Physical therapists — informally referred to as PT's — are healthcare professionals who evaluate, plan appropriate treatment modalities and administer such treatment to patients who experience mobility issues secondary to disease, injury or disability. PT's are prepared to practice with an undergraduate bachelor's degree followed by graduate school to specifically study a physical therapy curriculum. Following graduation from an accredited school, physical therapy students must pass a national test to be licensed by examination. Physical therapists are employed in a wide variety of settings, including hospitals, rehabilitation centers, clinics, nursing homes, university athletic departments and home health care agencies. Physical therapy required courses must therefore take into account all these possible areas of practice and include classes that cover normal functional anatomy and physiology, diagnosis and treatment of injury and multiple clinical internships.
Although the majority of physical therapy students have studied human anatomy and physiology as undergraduates, graduate school physical therapy required courses include more in-depth classes such as human anatomy, surface anatomy, human pathology and kinesiology. The tenets of the healthcare discipline itself are established with courses such as Introduction to Physical Therapy Practice and a yearlong study that involves Principles of Physical Therapy I and Principles of Physical Therapy II. Other normative physical therapy required courses include courses in neuroscience, health promotion classes and a year of classes that involve management and administration of a physical therapy department. Pediatric physical therapy and Principles of Motor Control are also physical therapy required courses.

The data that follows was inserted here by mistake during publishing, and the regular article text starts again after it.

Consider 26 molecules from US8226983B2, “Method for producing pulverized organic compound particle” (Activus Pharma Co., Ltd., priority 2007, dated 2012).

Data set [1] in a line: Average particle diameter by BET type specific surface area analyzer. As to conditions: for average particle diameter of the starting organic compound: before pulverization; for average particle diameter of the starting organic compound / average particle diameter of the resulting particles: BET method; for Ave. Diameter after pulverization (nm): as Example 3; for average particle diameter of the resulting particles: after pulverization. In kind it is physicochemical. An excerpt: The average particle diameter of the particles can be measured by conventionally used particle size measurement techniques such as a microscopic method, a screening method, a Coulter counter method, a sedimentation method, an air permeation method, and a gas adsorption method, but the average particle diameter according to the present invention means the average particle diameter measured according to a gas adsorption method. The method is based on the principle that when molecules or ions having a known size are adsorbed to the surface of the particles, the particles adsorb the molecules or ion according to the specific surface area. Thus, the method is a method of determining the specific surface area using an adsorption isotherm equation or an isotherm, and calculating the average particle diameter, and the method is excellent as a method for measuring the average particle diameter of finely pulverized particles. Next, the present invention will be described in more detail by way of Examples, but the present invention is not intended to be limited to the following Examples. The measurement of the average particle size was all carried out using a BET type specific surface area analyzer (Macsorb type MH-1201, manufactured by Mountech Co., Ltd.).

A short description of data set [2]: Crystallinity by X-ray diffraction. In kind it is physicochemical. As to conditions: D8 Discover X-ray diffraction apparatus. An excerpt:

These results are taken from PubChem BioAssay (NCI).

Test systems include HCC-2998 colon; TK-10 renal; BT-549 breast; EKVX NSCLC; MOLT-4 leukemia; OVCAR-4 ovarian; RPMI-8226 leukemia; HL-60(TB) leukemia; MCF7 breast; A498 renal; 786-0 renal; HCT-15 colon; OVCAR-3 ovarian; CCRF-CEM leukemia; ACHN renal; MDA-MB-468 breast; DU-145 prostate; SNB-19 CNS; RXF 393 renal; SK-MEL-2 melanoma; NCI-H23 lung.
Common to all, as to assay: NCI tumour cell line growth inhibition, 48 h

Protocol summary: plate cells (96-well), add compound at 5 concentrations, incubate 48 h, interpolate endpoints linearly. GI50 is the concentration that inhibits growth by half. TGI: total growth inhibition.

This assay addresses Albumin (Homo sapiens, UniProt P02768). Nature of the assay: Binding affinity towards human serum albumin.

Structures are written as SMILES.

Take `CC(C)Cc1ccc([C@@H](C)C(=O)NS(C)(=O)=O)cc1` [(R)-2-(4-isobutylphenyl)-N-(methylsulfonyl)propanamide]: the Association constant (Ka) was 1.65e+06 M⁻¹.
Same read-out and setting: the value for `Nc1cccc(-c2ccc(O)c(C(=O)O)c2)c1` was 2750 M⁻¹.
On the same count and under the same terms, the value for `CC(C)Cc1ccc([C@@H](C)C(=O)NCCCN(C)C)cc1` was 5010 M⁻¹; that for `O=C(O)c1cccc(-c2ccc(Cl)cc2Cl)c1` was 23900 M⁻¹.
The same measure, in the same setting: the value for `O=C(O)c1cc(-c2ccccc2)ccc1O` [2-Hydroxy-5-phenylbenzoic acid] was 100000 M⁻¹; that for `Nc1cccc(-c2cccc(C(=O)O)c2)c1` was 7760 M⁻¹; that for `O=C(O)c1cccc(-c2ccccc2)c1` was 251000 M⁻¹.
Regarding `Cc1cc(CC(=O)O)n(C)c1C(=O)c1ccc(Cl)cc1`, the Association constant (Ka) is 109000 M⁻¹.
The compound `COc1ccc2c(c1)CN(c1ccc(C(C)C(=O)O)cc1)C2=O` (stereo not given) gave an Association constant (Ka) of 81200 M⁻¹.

Pathology-based physical therapy required courses make up a large component of a student's schedule. Pathomechanics — the study of abnormal body mechanics secondary to injury — is studied, often in conjunction with normal body movement, or kinesiology. Applied Clinical Medicine courses refer to those that study the application of rehabilitation and health principles to pathology or dysfunction. Integumentary-related classes, pain management courses, instruction on pharmacology and classes in radiology — or reading x-rays — are also completed. In addition, physical therapy students are trained in the use of orthotics and prosthetics.
Physical therapy required courses include a significant number of clinical hours beginning very early in the program. These courses may be partially completed with clinical research classes and courses known as service learning, but the vast majority of clinical hours take place in physical therapy departments and on the sidelines of athletic events. Here, under the supervision of a licensed physical therapist or physical therapy staff member, students are allowed to practice and refine their skills.